The biggest power play in business is execution. Doing something is better than nothing. The greatest cause of business failure is not poor ideation or lack of talent or bad management. The biggest cause of failure is NOT doing anything. People get so hung up on brainstorming, that they forget that putting sticky notes on walls is not execution.

Producing content is where you start. Writing blogs, posting videos on YouTube, Tweeting, uploading photos to Instagram, Snapchatting. This is where the execution happens. The more, the better!

What’s Next?

Now that you’ve read this blog, the next step is up to you. Avoid the temptation of just storing the information away, but rather devise a plan now to do something, anything just to take a step towards your goal.

The key is to promise yourself that you’ll take the next step TODAY. Don’t let another week or month go by without activity. The biggest cause for failure in business is analysis paralysis. Look, there’s never been a more ideal time to launch that idea you’ve always been dreaming about. If you’re not doing anything, then your competition in India or Silicon Valley is. Remember, someone somewhere is always improving, always executing on their ideas, and the more you wait the further behind you will fall.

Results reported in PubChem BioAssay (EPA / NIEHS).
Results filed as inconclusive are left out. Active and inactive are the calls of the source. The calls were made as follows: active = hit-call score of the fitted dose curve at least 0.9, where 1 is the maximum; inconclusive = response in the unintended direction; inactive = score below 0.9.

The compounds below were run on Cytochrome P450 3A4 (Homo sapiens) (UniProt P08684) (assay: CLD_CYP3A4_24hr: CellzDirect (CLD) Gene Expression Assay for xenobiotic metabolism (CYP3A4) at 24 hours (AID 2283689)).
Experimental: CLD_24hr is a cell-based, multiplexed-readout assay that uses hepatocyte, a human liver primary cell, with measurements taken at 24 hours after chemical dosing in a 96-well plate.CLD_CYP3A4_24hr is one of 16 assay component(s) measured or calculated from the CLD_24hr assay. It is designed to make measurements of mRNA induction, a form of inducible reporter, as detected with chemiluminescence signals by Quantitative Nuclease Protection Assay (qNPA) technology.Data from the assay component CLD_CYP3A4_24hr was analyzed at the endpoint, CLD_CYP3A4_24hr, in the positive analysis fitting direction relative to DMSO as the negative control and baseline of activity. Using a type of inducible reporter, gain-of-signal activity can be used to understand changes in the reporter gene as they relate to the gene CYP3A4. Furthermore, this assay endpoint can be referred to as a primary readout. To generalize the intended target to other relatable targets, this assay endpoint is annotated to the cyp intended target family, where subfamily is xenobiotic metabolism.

If you need a sounding board or help getting to the next step, feel free to contact me for a free 30-minute consultation. I’ll be happy to talk through your business strategy and help identify any blindspots that may be holding you back.

3 Successful Entrepreneurs That Had Huge Failures

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When you put your time, money and heart into building a company, and it crashes and burns, it can be devastating. For some, the thought of putting it all on the line and trying again is too much. Also, according to the latest statistics, 9 out of 10 startups fail. But, many would argue that success doesn’t happen without failure. If you don’t get it right the first time, don’t worry. Neither did these 3 hugely successful entrepreneurs who have had enormous failures.